As an Italian, I found it an uplifting experience to hear Michelangelo Buonarroti’s poems read, in his own language, at the exhibition “Michelangelo’s Dream”, recently opened at the Courtauld Gallery.
Love, beauty and artistic genius are on display in what the Telegraph has called a “curatorial and scholarly triumph”. For the first time, Buonarroti’s complex drawing Il sogno (“The Dream”) is being shown alongside the so-called “presentation drawings”, a series of highly refined works made between 1522 and 1533. The Old Master gave them as a token of friendship and love to the young and talented Roman nobleman Tommaso de’ Cavalieri.
Vigorous, perfectly defined male nudes are created on paper with black or red chalk, breathing in a powerful life of their own. Drawing on classical sources, the artist shaped his own visions of ancient myths. The intention was probably both to instruct the young draftsman in the art of drawing (it is said that Tommaso spent hours looking at them with a magnifying glass) and to please him with unique works featuring moral teachings as well as explicit signs of his newborn infatuation.
Yet the show is not the “joyously gay love story” described in the Guardian‘s review. These drawings convey a subtle sense of melancholy, the same tormented and somehow suffering mood that Michelangelo delicately and vigorously expresses in his letters and poems, shown alongside the artworks. In one of his poems, Michaelangelo writes:
Or if fame or dreaming brings someone before my eyes
Or make him present in my heart, leaving behind
A burning trace I cannot describe — perhaps it is this which draws
my heart to tears . . .
There is no trace, moreover, of a homosexual love story; at least not in the sense that we mean it. Despite the artist’s attraction to the outstanding beauty and cultivated wit of the young Tommaso, the artist himself firmly remarks on the nature of his “chaste love”.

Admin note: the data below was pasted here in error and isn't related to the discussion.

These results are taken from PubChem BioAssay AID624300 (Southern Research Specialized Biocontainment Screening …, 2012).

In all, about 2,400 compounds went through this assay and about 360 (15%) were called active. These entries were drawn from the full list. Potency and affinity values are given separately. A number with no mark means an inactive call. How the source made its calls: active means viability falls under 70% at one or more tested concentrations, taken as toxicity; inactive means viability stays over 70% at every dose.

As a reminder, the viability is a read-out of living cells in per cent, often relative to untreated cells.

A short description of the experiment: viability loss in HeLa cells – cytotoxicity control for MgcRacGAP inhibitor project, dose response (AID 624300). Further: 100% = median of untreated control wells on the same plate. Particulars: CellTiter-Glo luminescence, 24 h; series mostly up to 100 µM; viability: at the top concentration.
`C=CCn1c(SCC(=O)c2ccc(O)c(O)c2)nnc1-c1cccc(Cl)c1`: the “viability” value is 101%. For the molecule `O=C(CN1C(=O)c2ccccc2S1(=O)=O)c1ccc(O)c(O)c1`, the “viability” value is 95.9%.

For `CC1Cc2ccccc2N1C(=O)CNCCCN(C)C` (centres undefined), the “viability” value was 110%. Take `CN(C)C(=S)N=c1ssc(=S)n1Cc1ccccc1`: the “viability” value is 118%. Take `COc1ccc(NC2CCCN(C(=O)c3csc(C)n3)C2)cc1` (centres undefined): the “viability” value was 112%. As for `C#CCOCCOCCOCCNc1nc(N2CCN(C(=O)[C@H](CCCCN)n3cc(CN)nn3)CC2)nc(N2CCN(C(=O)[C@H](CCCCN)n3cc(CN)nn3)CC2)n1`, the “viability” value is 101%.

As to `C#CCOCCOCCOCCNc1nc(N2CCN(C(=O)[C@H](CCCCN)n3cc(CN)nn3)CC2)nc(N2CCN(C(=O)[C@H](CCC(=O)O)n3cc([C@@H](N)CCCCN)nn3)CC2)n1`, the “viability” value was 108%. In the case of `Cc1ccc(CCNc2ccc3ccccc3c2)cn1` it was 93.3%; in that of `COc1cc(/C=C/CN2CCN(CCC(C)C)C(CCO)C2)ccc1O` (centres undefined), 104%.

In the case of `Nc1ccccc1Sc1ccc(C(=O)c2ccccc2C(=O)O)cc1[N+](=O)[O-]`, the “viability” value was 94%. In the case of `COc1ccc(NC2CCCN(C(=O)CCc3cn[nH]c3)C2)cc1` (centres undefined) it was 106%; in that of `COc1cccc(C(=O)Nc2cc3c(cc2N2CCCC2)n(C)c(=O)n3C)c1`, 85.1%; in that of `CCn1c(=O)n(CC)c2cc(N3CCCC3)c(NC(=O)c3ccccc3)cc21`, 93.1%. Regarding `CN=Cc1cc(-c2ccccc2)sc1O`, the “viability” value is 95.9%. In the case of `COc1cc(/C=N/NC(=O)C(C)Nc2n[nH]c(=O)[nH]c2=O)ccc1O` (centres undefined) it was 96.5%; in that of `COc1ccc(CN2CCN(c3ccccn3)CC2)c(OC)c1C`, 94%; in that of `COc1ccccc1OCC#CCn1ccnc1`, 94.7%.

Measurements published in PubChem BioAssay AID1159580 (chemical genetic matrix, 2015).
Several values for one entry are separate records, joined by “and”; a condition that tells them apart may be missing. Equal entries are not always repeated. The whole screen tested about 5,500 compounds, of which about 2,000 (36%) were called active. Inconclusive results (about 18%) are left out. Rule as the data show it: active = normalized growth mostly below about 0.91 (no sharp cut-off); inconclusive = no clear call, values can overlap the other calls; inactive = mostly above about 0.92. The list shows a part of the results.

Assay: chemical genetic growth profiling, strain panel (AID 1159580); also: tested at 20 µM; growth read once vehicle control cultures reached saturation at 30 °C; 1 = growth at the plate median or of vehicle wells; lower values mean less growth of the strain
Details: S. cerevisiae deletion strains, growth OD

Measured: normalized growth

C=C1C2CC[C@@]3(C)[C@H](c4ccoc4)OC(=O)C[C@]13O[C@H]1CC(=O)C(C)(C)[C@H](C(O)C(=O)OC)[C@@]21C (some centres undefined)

Love and beauty were for Michelangelo an extraordinary mean of redemption, symbolising human aspiration towards the highest good. His contorted figures, caught in the perfection and thus the forceful sexual appeal of their forms, symbolise the struggle of the soul to free itself from matter. This is just the main theme of Il sogno, which the curator Stephanie Buck describes as “one of the finest drawings in the whole Renaissance”.
Rather than expressions of his longing, Michelangelo’s compositions are ideograms: they feature an unprecedented combination of superb draughtsmanship and overlapping psychological, mythological and philosophical meanings. Take the giant Tityus: cruelly grasped by the wide-winged vulture who is torturing him, he is not only a marvellous attractive struggling male nude but also the mythological embodiment of the terrible consequences of lust, the soul dragged down to the underworld. His extraordinarily balanced dialogue with the bird expresses the overpowering physical attraction of beauty.